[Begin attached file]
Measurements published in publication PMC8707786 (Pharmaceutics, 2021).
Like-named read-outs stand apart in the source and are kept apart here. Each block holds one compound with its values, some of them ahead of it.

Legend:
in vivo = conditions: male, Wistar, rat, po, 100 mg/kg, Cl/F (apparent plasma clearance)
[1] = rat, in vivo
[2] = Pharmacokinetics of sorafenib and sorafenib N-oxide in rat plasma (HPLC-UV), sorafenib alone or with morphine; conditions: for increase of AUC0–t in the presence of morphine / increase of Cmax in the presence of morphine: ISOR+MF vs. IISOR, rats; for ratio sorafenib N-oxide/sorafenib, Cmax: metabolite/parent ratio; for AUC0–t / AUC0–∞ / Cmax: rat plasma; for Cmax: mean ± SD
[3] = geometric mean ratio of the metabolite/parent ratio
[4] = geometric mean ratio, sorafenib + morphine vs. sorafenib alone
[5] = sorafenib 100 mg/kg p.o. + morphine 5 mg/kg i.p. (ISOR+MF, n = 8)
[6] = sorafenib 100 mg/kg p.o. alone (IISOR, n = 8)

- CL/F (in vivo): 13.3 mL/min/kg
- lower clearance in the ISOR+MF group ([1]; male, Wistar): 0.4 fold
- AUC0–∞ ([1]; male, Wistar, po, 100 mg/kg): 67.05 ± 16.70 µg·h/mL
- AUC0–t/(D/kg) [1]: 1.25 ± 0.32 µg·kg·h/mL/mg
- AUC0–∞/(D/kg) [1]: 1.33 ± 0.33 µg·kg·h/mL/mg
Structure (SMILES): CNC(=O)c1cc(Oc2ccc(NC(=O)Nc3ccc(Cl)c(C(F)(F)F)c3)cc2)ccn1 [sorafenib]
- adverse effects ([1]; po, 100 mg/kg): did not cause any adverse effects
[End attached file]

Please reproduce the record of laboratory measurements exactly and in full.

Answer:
Measurements published in publication PMC8707786 (Pharmaceutics, 2021).
Like-named read-outs stand apart in the source and are kept apart here. Each block holds one compound with its values, some of them ahead of it.

Legend:
in vivo = conditions: male, Wistar, rat, po, 100 mg/kg, Cl/F (apparent plasma clearance)
[1] = rat, in vivo
[2] = Pharmacokinetics of sorafenib and sorafenib N-oxide in rat plasma (HPLC-UV), sorafenib alone or with morphine; conditions: for increase of AUC0–t in the presence of morphine / increase of Cmax in the presence of morphine: ISOR+MF vs. IISOR, rats; for ratio sorafenib N-oxide/sorafenib, Cmax: metabolite/parent ratio; for AUC0–t / AUC0–∞ / Cmax: rat plasma; for Cmax: mean ± SD
[3] = geometric mean ratio of the metabolite/parent ratio
[4] = geometric mean ratio, sorafenib + morphine vs. sorafenib alone
[5] = sorafenib 100 mg/kg p.o. + morphine 5 mg/kg i.p. (ISOR+MF, n = 8)
[6] = sorafenib 100 mg/kg p.o. alone (IISOR, n = 8)

- CL/F (in vivo): 13.3 mL/min/kg
- lower clearance in the ISOR+MF group ([1]; male, Wistar): 0.4 fold
- AUC0–∞ ([1]; male, Wistar, po, 100 mg/kg): 67.05 ± 16.70 µg·h/mL
- AUC0–t/(D/kg) [1]: 1.25 ± 0.32 µg·kg·h/mL/mg
- AUC0–∞/(D/kg) [1]: 1.33 ± 0.33 µg·kg·h/mL/mg
Structure (SMILES): CNC(=O)c1cc(Oc2ccc(NC(=O)Nc3ccc(Cl)c(C(F)(F)F)c3)cc2)ccn1 [sorafenib]
- adverse effects ([1]; po, 100 mg/kg): did not cause any adverse effects